Maybe what we are really looking for is not a killer app but killer apps. Not one defining product by which all the others are measured, but a multitude of tiny ones which, individually, don’t really deserve any particular mention, but when put together, create a comfortable ecosystem in which programmers thrive, are productive and enjoy working in.

Now, let’s see if we can find the Next Big Programming Language using this criterion…

Sun acquires MySQL AB…

Time for Sun to rename its ticker symbol to “SQL”?

I’m not tired of Java yet

Rick Hightower posted an interesting follow-up to Zed’s rant against Ruby on Rails. There are a lot of insightful comments in this discussion, and one in particular caught my attention:

People are tired of dealing with Java’s many idiosyncrasies

I’ve been reading this a lot these past years but I’ve yet to see any evidence of it.

Come to think of it, this statement is mostly coming from bloggers, but…

  • They don’t speak for all Java developers (actually, they represent a very tiny fraction of them).

  • They need to drive traffic to their blog, and nothing achieves this goal better than posts titled “Java is dying” or “Ruby has won”.

I’ve been programming in Java for more than ten years. I have studied a lot of languages, and I keep learning new ones just out of curiosity. I even use some of these exotic languages here and there as the need warrants. Yes, some of these feel really good to program in (Ruby and Groovy for example), but at the end of the day, I still like Java. A lot.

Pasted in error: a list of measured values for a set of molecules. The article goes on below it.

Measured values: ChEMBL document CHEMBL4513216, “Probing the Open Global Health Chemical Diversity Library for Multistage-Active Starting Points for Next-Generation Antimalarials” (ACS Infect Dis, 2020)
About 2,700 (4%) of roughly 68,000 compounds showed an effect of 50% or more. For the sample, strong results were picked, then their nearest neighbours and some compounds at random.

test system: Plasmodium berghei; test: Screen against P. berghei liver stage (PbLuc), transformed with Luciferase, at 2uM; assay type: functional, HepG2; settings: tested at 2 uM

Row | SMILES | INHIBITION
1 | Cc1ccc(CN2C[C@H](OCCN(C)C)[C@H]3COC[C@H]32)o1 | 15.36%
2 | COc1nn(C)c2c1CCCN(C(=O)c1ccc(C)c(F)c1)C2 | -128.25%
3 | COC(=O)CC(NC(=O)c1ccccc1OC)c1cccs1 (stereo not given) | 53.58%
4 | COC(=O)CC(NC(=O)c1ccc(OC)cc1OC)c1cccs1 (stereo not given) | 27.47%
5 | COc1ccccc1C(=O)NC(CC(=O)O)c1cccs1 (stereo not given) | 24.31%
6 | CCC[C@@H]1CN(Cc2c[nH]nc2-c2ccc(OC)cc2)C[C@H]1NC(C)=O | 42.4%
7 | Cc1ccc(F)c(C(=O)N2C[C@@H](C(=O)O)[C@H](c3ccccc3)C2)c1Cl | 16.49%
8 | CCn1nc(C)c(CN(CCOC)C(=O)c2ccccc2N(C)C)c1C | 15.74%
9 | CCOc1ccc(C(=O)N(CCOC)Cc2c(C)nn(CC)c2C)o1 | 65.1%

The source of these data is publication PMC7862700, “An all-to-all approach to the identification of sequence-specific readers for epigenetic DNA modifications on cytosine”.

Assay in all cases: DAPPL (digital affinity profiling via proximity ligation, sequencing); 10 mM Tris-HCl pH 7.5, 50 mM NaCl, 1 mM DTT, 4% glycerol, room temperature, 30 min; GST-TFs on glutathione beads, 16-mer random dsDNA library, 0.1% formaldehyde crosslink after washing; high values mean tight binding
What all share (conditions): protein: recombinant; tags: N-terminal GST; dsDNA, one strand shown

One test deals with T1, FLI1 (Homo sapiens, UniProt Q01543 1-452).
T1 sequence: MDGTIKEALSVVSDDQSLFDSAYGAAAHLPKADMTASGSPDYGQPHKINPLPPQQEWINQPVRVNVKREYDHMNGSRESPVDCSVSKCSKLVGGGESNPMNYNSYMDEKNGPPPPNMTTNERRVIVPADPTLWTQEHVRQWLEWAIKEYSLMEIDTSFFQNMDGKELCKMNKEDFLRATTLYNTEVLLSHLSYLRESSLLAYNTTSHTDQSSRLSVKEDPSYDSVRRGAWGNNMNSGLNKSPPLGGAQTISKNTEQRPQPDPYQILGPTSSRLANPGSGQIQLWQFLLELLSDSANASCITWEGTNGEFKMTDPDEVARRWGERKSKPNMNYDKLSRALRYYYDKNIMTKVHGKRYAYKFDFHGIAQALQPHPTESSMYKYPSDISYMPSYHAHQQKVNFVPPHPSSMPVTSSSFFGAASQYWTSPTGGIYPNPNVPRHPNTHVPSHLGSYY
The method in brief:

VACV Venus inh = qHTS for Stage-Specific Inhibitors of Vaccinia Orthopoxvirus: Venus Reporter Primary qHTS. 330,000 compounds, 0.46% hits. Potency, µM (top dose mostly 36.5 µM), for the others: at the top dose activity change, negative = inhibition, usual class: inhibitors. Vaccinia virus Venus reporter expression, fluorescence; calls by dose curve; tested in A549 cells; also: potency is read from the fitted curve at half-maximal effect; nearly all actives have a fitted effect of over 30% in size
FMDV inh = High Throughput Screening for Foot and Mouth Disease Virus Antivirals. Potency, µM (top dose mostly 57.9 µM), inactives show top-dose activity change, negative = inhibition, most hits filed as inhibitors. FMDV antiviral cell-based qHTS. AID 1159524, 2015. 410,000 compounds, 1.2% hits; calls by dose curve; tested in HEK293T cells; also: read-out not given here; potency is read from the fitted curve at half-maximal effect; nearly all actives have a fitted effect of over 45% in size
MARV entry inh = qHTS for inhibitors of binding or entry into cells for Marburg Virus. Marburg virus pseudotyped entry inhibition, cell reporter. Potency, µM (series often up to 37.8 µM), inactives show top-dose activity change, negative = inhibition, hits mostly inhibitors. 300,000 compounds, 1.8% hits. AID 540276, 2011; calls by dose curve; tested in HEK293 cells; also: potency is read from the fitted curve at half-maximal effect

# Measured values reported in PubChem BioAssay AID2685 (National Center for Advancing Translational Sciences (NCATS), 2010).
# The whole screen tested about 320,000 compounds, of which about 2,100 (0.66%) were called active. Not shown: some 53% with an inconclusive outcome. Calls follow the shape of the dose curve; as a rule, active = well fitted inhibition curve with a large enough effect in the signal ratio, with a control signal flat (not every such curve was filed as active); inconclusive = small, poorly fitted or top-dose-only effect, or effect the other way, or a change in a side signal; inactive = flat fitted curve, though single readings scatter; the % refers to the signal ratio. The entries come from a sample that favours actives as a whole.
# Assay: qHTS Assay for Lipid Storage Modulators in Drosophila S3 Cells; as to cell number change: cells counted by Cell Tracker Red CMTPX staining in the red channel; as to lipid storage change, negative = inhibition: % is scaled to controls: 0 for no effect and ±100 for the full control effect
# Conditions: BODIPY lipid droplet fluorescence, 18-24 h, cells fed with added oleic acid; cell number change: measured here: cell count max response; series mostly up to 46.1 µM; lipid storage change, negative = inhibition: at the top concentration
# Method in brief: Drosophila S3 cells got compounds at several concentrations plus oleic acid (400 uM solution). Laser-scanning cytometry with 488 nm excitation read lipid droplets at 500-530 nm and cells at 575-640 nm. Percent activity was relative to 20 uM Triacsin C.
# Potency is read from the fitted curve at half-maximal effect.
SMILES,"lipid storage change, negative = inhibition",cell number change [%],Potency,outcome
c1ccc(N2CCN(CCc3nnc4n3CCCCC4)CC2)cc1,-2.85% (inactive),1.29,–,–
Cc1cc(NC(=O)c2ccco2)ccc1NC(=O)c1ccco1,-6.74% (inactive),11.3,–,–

Sure, there are things in the language that bother me, but it’s true for any language, and as a whole, I always enjoy going back to my favorite Java IDE and leverage its superb features to write code that I find is elegant and that achieves a goal.

Whenever I use a non-Java language, I always have this nagging feeling in the back of my head that something is going to hold this piece of code from ever becoming mainstream or used by a lot of people. It can be because the language is slow, or that it needs an interpreter. Or that it will be hard to deploy my program on a user’s machine. Or that this language was created before OO became mainstream and its support for new paradigms feels retrofitted and creaky.

Or that its support for floating point is very poor. Or that its thread API is primitive and the author of the language keeps saying that it’s no big deal and that you can do without that. Or maybe it doesn’t have any Web framework that supports internationalization, a clean MVC model or out-of-the-box testing. Or I want to write a client application that leverages its host operating system but all that it offers is an ugly-looking user interface and leaking metaphors.